I can never understand why people but limits on new ideas and technology thinking that it will never reach the cutoff given. Really? With how quickly the world is developing and changing people couldn’t foresee 4.3 billion Internet connections not being enough? I think putting limitations on anything is a horrible idea whether it is limits on Internet connections or speed limits on highways (just kidding, sort of). If we had implemented this Internet Protocol version 6 thirty years ago we would not be faced with the enormous “potential for breakdowns”. But since Cerf thought that 4.3 connections were more than enough we are now worried about enormous breakdowns and difficulties with switching to the new Internet Protocol version due to compatibility problems. Or maybe this was Cerf’s plan to ensure a few more years of employment before retiring, if that’s the case then good thinking, Cerf! Either way, plan for infinity connections needed next time.

  4. AS

    The internet protocal version 6 is a program that will allow for more internet connections, as where the old system will be tapped out at 4.3 billion internet connections. I find it interesting that there was actually a limit set for the ammount of interent connections back in 1977. Being such a major break through you would think that they would have anticipated that use would skyrocket over a long period of time. I dont think the industry is ready for this major change. It seems from the article that they two systems are very different and a lot of it wont be compatible. I think that the two systems need to be compatible on all systems that we currently have for a smooth transition. If this does not occur then there will be major problems in our internet world. It was interesting to see that some companies have already started preparing for this problem but I am suprised that more have not since it is suppose to happen in just over a year as predicted by the article.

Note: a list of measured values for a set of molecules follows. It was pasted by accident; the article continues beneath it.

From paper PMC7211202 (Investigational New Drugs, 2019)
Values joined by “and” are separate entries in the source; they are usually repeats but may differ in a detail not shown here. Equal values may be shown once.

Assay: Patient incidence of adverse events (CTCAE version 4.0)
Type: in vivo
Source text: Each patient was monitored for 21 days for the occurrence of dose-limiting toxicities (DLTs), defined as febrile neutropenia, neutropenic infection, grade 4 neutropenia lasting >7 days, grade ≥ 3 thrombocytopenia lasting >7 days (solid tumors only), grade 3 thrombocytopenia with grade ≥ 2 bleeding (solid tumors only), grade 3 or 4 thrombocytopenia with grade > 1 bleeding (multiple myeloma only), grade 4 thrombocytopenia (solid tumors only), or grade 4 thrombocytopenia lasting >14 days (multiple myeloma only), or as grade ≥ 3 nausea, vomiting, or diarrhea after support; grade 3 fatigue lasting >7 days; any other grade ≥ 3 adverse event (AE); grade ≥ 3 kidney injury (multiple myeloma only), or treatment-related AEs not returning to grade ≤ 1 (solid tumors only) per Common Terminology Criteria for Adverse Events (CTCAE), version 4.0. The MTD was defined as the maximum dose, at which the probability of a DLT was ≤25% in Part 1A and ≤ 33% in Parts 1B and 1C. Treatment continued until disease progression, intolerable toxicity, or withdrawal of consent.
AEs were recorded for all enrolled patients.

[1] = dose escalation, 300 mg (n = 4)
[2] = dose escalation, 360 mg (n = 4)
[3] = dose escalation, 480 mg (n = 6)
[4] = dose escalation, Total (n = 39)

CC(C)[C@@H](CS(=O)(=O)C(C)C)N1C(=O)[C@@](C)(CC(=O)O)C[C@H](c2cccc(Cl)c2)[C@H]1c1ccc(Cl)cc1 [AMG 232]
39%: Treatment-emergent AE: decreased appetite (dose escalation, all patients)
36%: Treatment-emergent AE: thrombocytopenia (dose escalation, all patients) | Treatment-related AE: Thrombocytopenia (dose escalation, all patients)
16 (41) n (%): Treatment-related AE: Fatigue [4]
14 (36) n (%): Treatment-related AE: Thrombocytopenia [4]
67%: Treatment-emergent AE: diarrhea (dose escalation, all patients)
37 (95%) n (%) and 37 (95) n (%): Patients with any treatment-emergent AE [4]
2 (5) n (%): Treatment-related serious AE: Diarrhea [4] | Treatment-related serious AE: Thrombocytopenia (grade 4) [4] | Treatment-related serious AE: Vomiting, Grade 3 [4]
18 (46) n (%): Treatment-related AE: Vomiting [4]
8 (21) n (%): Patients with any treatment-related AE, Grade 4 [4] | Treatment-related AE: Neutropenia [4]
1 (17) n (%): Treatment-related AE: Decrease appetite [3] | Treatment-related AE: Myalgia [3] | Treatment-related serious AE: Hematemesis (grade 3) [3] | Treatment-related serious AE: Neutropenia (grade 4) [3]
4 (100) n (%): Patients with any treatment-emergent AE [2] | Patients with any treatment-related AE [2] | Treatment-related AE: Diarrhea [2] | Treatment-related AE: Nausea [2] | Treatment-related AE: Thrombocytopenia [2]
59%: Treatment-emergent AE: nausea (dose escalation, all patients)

5. Dylan B

    Articles such as this one make me laugh. In part this article shows a mistake in the development in the internet; who would have expected 4.3 billion to be too few… On the other hand the fact that this problem is being addressed at all is just a further display of one of the greatest developments in human history. In 30 years the internet has burned through BILLIONS of addresses. I dont forsee the transition to internet protocol 6 being a huge issue, nor do i think it needs y2k-level attention, but if there are glitches at the time, so what? Its the internet, and if we have to cross a few bumpy roads to sustain it then thats exactly what we’ll do. Congratulations internet on dwarfing the wildest imaginations of your creators!

  6. JJ

    I personally have never heard of this issue until I read the article. I would have to agree with Dylan, in regards to how the internet was probably the biggest technological developments in human history. I also don’t see the issue of transitioning to the internet protocol version 6, to be a very big deal. We have people and the technology to deal with such issues and the fact that companies such as mac and microsoft have already began to transition or already successfully incorportated into there operating systems. I also would have to agree with Cerf, in the aspect of us as individuals requesting the transition. I personally feel if the internet has come this long with the limited technolgy we used to ahve that this is something that should be done automatically and should not concern us as consumers.